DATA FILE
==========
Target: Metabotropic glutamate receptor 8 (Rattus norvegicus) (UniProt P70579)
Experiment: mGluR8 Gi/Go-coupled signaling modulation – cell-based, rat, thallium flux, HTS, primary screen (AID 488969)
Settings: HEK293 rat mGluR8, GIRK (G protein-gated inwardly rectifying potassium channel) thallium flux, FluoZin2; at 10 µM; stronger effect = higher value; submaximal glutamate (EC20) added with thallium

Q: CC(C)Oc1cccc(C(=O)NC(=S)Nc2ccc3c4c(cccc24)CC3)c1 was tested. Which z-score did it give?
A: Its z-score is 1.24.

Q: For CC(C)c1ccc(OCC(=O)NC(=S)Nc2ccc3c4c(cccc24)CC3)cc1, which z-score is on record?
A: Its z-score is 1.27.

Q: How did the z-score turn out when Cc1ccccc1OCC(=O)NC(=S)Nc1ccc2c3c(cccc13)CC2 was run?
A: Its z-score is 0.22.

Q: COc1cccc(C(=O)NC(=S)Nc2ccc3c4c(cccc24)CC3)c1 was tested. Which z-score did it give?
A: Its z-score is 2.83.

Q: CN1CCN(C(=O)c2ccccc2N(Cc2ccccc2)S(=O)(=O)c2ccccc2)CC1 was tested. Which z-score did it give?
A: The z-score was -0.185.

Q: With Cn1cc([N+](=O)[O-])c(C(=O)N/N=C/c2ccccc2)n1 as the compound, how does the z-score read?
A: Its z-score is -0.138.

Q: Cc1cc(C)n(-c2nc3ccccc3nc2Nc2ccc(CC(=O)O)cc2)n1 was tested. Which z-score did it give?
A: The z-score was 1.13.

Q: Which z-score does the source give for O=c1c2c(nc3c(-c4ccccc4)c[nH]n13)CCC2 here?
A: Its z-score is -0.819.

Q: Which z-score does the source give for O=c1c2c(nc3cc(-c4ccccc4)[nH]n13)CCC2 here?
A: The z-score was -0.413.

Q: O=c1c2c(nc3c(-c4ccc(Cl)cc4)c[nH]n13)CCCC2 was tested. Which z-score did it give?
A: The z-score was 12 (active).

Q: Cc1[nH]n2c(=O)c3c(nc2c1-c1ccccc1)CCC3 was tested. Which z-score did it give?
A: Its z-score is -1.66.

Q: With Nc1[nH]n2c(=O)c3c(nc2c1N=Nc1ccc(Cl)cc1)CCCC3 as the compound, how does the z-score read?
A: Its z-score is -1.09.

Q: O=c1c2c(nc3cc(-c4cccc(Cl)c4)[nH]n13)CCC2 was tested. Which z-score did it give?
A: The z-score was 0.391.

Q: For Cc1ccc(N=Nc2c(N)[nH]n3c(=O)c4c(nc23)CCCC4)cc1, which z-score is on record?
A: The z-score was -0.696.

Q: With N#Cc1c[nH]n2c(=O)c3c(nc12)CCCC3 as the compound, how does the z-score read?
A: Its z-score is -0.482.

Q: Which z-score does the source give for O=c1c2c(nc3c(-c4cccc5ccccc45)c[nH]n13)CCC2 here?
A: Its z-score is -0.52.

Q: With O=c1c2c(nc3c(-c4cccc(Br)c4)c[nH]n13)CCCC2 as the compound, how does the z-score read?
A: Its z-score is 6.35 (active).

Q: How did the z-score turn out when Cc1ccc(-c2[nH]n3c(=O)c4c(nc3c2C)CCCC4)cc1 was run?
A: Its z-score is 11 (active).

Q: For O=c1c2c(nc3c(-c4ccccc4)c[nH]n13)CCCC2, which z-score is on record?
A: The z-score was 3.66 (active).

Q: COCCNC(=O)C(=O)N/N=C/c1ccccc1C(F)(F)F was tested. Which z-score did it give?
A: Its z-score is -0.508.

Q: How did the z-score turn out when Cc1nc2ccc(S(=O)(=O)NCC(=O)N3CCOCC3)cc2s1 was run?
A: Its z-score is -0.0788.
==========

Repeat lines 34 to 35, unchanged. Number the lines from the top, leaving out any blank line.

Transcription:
Q: Which z-score does the source give for O=c1c2c(nc3c(-c4cccc5ccccc45)c[nH]n13)CCC2 here?
A: Its z-score is -0.52.